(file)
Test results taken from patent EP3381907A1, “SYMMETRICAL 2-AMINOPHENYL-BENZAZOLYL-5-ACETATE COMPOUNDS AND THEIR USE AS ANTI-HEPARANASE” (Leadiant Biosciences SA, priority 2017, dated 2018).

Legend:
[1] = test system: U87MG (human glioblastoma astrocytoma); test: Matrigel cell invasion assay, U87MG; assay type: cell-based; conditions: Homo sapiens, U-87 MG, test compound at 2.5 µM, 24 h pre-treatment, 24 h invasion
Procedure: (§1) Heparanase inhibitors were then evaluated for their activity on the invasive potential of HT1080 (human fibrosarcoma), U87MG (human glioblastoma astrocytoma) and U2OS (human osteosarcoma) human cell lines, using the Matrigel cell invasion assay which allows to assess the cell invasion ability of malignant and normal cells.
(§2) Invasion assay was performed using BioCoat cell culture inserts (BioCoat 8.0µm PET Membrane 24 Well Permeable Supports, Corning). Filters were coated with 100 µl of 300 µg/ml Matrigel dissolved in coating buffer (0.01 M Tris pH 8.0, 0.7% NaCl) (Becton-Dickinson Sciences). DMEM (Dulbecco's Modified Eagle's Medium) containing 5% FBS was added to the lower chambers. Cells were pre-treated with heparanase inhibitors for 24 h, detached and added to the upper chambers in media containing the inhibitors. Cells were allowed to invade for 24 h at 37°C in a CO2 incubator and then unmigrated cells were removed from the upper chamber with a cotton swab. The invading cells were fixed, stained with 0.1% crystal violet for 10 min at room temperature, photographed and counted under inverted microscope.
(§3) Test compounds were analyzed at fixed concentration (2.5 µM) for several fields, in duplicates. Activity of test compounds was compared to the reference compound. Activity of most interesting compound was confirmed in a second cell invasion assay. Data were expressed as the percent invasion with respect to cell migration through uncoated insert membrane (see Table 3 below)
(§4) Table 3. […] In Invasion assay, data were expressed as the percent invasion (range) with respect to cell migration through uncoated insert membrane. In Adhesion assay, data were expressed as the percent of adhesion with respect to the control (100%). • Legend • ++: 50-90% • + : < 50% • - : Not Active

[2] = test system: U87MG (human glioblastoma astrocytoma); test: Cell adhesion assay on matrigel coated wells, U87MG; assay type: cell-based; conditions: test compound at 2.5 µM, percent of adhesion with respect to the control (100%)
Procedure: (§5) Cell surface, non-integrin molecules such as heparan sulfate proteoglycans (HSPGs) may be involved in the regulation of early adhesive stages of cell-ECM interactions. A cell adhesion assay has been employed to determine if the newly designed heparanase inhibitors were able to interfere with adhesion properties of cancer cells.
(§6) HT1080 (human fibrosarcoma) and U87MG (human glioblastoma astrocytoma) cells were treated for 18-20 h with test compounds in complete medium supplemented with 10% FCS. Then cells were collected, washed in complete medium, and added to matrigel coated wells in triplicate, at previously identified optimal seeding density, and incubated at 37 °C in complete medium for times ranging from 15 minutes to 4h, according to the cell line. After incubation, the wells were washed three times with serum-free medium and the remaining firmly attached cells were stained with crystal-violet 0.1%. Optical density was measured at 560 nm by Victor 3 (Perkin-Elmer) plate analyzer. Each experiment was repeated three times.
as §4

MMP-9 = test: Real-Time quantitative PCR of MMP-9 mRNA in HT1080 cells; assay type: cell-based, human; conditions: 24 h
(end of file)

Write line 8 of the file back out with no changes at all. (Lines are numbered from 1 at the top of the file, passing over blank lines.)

[2] = test system: U87MG (human glioblastoma astrocytoma); test: Cell adhesion assay on matrigel coated wells, U87MG; assay type: cell-based; conditions: test compound at 2.5 µM, percent of adhesion with respect to the control (100%)